- DHA is in high levels in the area of the brain responsible for problem-solving, planning and concentration. Indirectly helping children learn and keep them focused.
- Support membrane fluidity, particularly in the brain. This allows messages to pass between cells more efficiently, aiding learning and memory.
- Improve blood flow to and around the brain, therefore decreasing the risk of depression and mental health issues; a rising illness in young people.
- Studies have shown omega 3 fatty acids to reduce incidences or improve symptoms in depression, asthma, ADHD and autism.
- Component of the rods and cones in the retina; key for eye development and health.
Vitamin and Minerals
Fruit and vegetables are the one of the highest sources of most vitamins and minerals. They are needed for bone, muscle and red blood cell development and growth, immune health, energy metabolism, healthy skin, hair and eyes, as well as healthy nervous and circulatory systems.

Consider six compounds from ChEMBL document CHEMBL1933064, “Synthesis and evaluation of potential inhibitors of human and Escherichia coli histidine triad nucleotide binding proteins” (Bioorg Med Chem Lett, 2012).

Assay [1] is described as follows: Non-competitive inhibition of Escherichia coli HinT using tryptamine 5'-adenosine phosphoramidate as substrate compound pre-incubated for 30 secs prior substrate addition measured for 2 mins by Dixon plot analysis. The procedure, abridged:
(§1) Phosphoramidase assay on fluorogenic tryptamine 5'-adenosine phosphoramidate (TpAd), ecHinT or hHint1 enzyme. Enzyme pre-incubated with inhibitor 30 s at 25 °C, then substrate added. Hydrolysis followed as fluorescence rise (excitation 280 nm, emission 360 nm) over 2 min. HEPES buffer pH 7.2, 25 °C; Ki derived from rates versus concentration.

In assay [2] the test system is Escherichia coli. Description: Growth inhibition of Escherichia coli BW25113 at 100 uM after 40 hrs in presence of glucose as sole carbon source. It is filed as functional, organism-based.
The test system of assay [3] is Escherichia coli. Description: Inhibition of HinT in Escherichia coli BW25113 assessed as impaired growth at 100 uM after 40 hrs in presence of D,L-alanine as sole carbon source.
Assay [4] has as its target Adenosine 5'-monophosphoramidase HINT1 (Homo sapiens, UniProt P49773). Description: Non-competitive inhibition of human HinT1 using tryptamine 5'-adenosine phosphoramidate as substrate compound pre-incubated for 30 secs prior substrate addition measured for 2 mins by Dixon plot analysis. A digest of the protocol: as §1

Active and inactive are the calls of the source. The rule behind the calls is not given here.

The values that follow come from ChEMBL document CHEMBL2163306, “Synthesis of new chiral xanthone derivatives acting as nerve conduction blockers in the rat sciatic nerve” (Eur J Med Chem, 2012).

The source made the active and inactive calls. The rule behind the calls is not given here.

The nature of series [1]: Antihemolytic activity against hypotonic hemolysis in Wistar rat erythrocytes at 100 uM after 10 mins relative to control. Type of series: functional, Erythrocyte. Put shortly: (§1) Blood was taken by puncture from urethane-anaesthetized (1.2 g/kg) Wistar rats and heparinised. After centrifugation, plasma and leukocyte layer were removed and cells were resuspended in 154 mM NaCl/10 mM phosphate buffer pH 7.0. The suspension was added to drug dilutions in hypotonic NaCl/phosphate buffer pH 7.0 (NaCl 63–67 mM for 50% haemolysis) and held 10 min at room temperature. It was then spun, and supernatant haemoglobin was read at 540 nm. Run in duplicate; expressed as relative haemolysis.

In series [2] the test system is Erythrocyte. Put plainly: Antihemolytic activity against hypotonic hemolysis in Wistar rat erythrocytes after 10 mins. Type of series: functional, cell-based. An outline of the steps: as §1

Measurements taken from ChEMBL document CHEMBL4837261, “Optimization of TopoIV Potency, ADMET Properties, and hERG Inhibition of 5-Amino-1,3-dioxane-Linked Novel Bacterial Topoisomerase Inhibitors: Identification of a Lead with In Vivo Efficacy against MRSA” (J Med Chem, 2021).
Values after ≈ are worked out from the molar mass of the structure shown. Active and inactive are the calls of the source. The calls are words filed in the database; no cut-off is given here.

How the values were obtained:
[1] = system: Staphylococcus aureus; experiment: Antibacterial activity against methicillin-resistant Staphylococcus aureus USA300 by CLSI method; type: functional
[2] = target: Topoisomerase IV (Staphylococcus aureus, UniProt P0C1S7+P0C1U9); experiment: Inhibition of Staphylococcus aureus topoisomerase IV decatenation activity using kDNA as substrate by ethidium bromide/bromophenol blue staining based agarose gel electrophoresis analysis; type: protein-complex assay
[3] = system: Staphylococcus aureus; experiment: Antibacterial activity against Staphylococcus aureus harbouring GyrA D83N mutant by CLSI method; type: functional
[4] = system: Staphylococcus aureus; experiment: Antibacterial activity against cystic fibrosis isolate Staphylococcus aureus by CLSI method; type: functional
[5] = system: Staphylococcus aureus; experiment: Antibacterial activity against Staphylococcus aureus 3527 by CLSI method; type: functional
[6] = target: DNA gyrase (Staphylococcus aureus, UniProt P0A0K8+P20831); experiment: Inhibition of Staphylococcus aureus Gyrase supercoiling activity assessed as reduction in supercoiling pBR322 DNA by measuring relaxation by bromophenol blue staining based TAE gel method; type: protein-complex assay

Inventive ways to include fruit and vegetables in your child’s diet. Try
- Blended frozen banana
- Fruit smoothies
- Pureed vegetables added to stews, bolognaise, tomato based sauces and curries
- Vegetable sticks or fruit pieces with cottage cheese, cream cheese, nut butters or hummus
- Eat together away from the television and stimulants
- Get children involved in growing their own
- Go fruit picking
- Get them to help in preparation
- Regularly introduce and sample different vegetables and fruit
Make eating a varied fruit and vegetable diet fun and exciting yet part of their normal routine as a way to healthy eating habits.
Providing a diet rich in complex carbohydrates, plenty of vegetables and small amounts of fruit, the right types of protein and fat, while keeping children well hydrated will set good, healthy eating patterns. It will support your child to better overall health and less chance of developing obesity, mental health issues, tooth decay and type 2 diabetes.